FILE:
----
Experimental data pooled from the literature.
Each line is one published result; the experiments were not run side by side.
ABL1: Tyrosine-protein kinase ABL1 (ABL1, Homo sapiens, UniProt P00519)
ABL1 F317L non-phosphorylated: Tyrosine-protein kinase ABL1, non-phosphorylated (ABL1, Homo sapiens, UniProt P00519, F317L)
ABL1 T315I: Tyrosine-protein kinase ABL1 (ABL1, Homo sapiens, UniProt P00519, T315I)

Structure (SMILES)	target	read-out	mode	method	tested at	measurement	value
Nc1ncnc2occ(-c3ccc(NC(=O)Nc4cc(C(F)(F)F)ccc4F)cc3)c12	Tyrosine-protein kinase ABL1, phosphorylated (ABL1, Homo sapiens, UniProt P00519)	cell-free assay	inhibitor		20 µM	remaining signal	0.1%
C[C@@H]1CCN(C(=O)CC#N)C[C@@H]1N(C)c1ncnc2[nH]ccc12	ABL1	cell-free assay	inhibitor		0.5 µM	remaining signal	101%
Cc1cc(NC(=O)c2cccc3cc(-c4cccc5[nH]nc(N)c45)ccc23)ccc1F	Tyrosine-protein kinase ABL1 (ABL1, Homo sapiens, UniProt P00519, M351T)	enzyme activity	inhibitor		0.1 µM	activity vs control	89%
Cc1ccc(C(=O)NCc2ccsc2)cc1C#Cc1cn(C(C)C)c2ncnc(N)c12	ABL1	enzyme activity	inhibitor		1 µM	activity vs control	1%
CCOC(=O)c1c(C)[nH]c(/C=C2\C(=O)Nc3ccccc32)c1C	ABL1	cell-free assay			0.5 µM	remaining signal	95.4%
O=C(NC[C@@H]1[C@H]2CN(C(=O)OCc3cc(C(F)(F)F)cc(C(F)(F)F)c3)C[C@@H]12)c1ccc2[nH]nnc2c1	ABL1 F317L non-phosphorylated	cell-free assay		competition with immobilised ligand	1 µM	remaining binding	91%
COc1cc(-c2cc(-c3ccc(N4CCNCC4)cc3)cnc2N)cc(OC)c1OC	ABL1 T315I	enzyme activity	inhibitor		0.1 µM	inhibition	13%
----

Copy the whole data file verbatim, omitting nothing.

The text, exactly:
Experimental data pooled from the literature.
Each line is one published result; the experiments were not run side by side.
ABL1: Tyrosine-protein kinase ABL1 (ABL1, Homo sapiens, UniProt P00519)
ABL1 F317L non-phosphorylated: Tyrosine-protein kinase ABL1, non-phosphorylated (ABL1, Homo sapiens, UniProt P00519, F317L)
ABL1 T315I: Tyrosine-protein kinase ABL1 (ABL1, Homo sapiens, UniProt P00519, T315I)

Structure (SMILES)	target	read-out	mode	method	tested at	measurement	value
Nc1ncnc2occ(-c3ccc(NC(=O)Nc4cc(C(F)(F)F)ccc4F)cc3)c12	Tyrosine-protein kinase ABL1, phosphorylated (ABL1, Homo sapiens, UniProt P00519)	cell-free assay	inhibitor		20 µM	remaining signal	0.1%
C[C@@H]1CCN(C(=O)CC#N)C[C@@H]1N(C)c1ncnc2[nH]ccc12	ABL1	cell-free assay	inhibitor		0.5 µM	remaining signal	101%
Cc1cc(NC(=O)c2cccc3cc(-c4cccc5[nH]nc(N)c45)ccc23)ccc1F	Tyrosine-protein kinase ABL1 (ABL1, Homo sapiens, UniProt P00519, M351T)	enzyme activity	inhibitor		0.1 µM	activity vs control	89%
Cc1ccc(C(=O)NCc2ccsc2)cc1C#Cc1cn(C(C)C)c2ncnc(N)c12	ABL1	enzyme activity	inhibitor		1 µM	activity vs control	1%
CCOC(=O)c1c(C)[nH]c(/C=C2\C(=O)Nc3ccccc32)c1C	ABL1	cell-free assay			0.5 µM	remaining signal	95.4%
O=C(NC[C@@H]1[C@H]2CN(C(=O)OCc3cc(C(F)(F)F)cc(C(F)(F)F)c3)C[C@@H]12)c1ccc2[nH]nnc2c1	ABL1 F317L non-phosphorylated	cell-free assay		competition with immobilised ligand	1 µM	remaining binding	91%
COc1cc(-c2cc(-c3ccc(N4CCNCC4)cc3)cnc2N)cc(OC)c1OC	ABL1 T315I	enzyme activity	inhibitor		0.1 µM	inhibition	13%